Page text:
Tuesday, March 21, 2006

"FARMHOUSE SAISON 7" Belgian Style Ale - review

It's with great regret that I have to start my beer spelunking with a bad review, but a refined palate for quality beer cannot be cultivated by gingerly dancing around the truth. I popped open this 750-ml bottle of COAST RANGE BREWING CO.'s "Farmhouse Saision 7" Belgian Style Ale this weekend, and was mighty let down by the contents. It has a real piss-yellow color & that godawful smoky taste favored by lovers of "smoked" beer, whatever that is. I detected "notes" of pastrami, corn rye bread and tap water. Oh, I mean it was drinkable, but drinkable in the sense of a "sunk cost" of $3.79, if you know what I mean. Gilroy, California, from whence this hails, is perhaps not a beer hotbed - now garlic, they got garlic down -- and it's about as metaphorically far from Belgium as Flin Flon, Manitoba is from Katmandu. The reason I picked this one up to help kickstart my jouney into "beer blogging" (oh dear god help me) was its placement as one of the 2 key beers in my local beer store (Plumpjack in San Francisco's Noe Valley)'s "Beer of the Month" club this month. Figured that was worth something, but hey - who's blowing who here? I ain't joining no beer of the month club stocked with random mediocrity like this. Why, I’ll start my own! Stay tuned.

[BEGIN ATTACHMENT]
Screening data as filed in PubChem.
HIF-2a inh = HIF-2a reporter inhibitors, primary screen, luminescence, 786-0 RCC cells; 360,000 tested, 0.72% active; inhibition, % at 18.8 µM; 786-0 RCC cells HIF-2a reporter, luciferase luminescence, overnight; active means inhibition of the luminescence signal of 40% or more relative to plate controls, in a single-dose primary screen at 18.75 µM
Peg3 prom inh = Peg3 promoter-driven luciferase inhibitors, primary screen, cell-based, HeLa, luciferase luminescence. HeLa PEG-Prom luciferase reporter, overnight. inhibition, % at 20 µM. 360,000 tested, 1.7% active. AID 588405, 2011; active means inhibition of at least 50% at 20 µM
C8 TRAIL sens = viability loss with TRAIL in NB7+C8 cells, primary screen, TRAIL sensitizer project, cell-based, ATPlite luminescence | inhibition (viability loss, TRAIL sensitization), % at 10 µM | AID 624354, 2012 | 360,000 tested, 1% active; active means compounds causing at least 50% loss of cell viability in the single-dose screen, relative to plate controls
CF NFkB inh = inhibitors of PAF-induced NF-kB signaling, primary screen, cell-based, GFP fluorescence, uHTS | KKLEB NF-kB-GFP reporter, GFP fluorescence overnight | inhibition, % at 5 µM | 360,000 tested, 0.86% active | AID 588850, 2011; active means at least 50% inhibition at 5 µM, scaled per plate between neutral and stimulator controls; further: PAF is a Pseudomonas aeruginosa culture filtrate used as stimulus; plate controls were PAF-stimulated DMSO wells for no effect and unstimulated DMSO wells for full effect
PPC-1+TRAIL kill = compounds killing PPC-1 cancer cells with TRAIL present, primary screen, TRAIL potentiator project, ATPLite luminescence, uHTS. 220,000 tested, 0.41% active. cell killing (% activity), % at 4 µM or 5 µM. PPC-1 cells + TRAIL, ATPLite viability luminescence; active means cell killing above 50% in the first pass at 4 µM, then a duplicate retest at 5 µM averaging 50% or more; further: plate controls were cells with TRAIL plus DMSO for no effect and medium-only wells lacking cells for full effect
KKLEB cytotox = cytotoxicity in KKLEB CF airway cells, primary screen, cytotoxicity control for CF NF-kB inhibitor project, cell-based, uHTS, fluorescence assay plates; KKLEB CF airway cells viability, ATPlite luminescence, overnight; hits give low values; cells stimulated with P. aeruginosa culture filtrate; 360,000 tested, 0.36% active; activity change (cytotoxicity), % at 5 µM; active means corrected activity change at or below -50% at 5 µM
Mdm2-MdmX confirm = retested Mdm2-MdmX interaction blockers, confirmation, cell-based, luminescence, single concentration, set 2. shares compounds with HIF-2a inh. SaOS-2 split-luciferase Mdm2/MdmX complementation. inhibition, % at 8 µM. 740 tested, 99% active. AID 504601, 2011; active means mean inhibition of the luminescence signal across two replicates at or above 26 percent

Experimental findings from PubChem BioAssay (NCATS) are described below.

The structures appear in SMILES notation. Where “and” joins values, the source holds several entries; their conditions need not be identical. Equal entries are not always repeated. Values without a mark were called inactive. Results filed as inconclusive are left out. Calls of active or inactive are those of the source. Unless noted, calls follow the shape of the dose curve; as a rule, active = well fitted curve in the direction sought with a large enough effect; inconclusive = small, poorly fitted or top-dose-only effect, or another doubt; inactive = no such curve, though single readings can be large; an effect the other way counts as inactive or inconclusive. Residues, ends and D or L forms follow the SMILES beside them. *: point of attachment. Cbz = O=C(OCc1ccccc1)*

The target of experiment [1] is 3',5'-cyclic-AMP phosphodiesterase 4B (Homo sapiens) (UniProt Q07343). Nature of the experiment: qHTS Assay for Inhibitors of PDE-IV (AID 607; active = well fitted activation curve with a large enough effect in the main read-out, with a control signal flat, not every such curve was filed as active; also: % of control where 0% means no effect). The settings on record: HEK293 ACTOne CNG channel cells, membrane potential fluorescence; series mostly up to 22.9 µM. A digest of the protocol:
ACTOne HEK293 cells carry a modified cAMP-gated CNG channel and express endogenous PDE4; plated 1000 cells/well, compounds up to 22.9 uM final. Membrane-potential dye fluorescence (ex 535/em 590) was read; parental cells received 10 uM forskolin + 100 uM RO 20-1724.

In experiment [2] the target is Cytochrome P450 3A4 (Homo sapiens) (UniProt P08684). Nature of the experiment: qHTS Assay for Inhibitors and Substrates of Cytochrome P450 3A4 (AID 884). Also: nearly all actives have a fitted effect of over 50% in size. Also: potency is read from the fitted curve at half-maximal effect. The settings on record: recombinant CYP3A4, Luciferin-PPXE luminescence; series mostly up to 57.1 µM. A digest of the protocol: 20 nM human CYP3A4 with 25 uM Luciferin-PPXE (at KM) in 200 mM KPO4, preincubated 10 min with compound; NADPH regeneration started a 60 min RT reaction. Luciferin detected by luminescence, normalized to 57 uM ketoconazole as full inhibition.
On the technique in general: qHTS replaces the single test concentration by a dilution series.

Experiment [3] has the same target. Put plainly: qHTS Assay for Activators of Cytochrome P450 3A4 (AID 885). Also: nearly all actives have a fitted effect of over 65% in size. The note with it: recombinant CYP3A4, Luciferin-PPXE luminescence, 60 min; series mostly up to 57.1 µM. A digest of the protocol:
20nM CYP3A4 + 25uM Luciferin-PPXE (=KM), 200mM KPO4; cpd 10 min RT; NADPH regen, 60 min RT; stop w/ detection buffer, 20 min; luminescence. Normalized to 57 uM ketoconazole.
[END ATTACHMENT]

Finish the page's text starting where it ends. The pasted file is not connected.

Sunday, March 19, 2006


This is by no means an original thought - I believe the concept was handed to me by my pal Tony B years ago - but the world of small-batch, shoestring-budget microbrewing is very similar to the world of underground music & record nerd-dom. Those of us with a tendency to root for the underdog and to look in dark, undiscovered corners for our "culture" - even if it's the culture of getting a buzz-on -- can see and appreciate the parallels. I find that to my shame, perhaps, I get some of the same thrill from discovering a killer beer that no one's heard of from some godforsaken Oregon town as I do from discover some killer band that no one's heard of from some godforsaken California town. When the two come together - watching a band while downing microbrewed nectar - well, that's manna from the gods, brother. That's what it's all about.